VanDusen Gardens

VanDusen Botanical Garden is a 55-acre oasis in the heart of Vancouver with over 8,000 plant species and varieties from around the world! Spot and photograph local wildlife, find your way through an Elizabethan hedge maze, unwind in a serene setting, dine on the patios of Truffles Cafe or Shaughnessy Restaurant, or browse the garden-themed gift shop. VanDusen has something for everyone to enjoy!

In the region:

Whistler mountains and lake

A 125km drive along the scenic Sea to Sky Highway is BC’s most popular alpine destination, Whistler Mountain. Whistler’s pedestrian village is home to pubs and restaurants. In the summer, visitors can take the PEAK 2 PEAK Gondola between Whistler and Blackcomb Mountain. The Scandinave Spa offers a European-style bathhouse experience, with hot and cold plunge pools, and wet and dry saunas. Finally, Whistler’s Audain Art Museum—winner of the 2018 Governor General’s Medal in Architecture—houses the art of British Columbia from the 18th Century to the present.

Other attractions to consider while you are here for the WOSC 2022 conference:

  • Vancouver Aquarium Marine Science Centre – A centre for marine research, conservation and marine animal rehabilitation. Canada’s largest aquarium, the Vancouver Aquarium, has over 50,000 animals including sea lions, otters, and jellyfish.
  • False Creek Aquabus – Take the small False Creek Aquabus from Sunset Beach downtown over to Granville Island.
  • Wildlife Refuge – At the top of Grouse Mountain, visitors can explore hiking trails, grab a bite to eat in the restaurant, or visit the Wildlife Refuge that is home to two orphaned grizzly bears, Grinder and Coola.
  • University of British Columbia’s Museum of Anthropology – The MOA is “a place of world arts and cultures with a special emphasis on the First Nations peoples and other cultural communities of British Columbia, Canada. MOA is built on the traditional, ancestral and unceded land of the Musqueam people and it is fitting that the first artworks and words you encounter outside the Museum are a welcome from our generous First Nations hosts.”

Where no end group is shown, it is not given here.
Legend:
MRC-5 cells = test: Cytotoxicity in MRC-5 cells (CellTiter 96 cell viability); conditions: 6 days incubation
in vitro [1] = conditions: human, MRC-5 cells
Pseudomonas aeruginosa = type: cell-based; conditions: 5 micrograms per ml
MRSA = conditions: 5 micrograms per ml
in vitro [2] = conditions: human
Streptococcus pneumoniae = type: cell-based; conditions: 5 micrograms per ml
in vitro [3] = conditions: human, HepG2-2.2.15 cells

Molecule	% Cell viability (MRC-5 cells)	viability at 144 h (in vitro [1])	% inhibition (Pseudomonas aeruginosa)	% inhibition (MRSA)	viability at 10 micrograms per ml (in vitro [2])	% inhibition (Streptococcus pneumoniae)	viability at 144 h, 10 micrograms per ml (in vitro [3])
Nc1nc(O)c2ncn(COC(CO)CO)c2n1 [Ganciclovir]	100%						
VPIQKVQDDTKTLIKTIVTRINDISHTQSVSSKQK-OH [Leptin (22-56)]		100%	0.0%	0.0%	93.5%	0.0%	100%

• The Bill Reid Gallery – Nestled in the heart of downtown Vancouver, the Gallery is home to the Simon Fraser University Bill Reid Collection and special exhibitions of contemporary Indigenous Art of the Northwest Coast of North America.
  • Kitsilano Outdoor Pool – Kitsilano Pool is Vancouver’s only saltwater swimming pool. The outdoor summer pool is located near the beach, cafés, and neighbourhood of Kitsilano and is 137 metres long.
  • Bard on the Beach – Presented in Vancouver’s Sen̓ákw/Vanier Park against a spectacular backdrop of mountains, sea and sky, the Festival offers Shakespeare plays, related dramas and special events in two modern performance tents from June through September, with an average attendance of 100,000. The Festival is known for its signature blend of high-quality artistic programming and a welcoming, informal experience for local residents and visitors from around the world.
  • Whale watching tour – You can go on a 3 to 5-hour boat tour for about 150 CAD per person, starting in the picturesque West Coast fishing village of historic Steveston and traveling through the spectacular Gulf and San Juan Islands.
  • Vancouver Island – A 90-minute ferry from the mainland, Vancouver Island is Canada’s western-most point. Home to BC’s capital city, Victoria—an area with one of the warmest climates in Canada—Vancouver Island boasts magnificent rainforests, beaches, mountains, hot springs, lakes and pristine rivers. Visitors can enjoy a range of outdoor activities, from fishing and whale-watching to hiking, SCUBA diving, and surfing off the island wild west coast. Cowichan Bay, Chemainus, and Qualicum Beach are smaller eastern coast fishing villages known for their history and artistic productions, such as the murals of Chemainus.

Images: Stanley Park (Unsplash/@whileimout), Gastown Vancouver (Unsplash/@nomsmag), Skwachays Hotel (Destination Vancouver/Kindred & Scout), Vancouver Art Gallery (Destination BC/@vancitywild), Grouse Mountain gondola (Destination Vancouver/Grouse Mountain), Capilano Bridge (Destination Vancouver/Capilano Suspension Bridge Park), Bloedel Conservatory (Destination Vancouver/Tanya Goehring), Sun Yat-Sen Gardens (Destination BC/Tanya Goehring), VanDusen Botanical Gardens (Destination Vancouver/VanDusen Gardens), Whistler Mountains (Destination BC/Andrew Strain).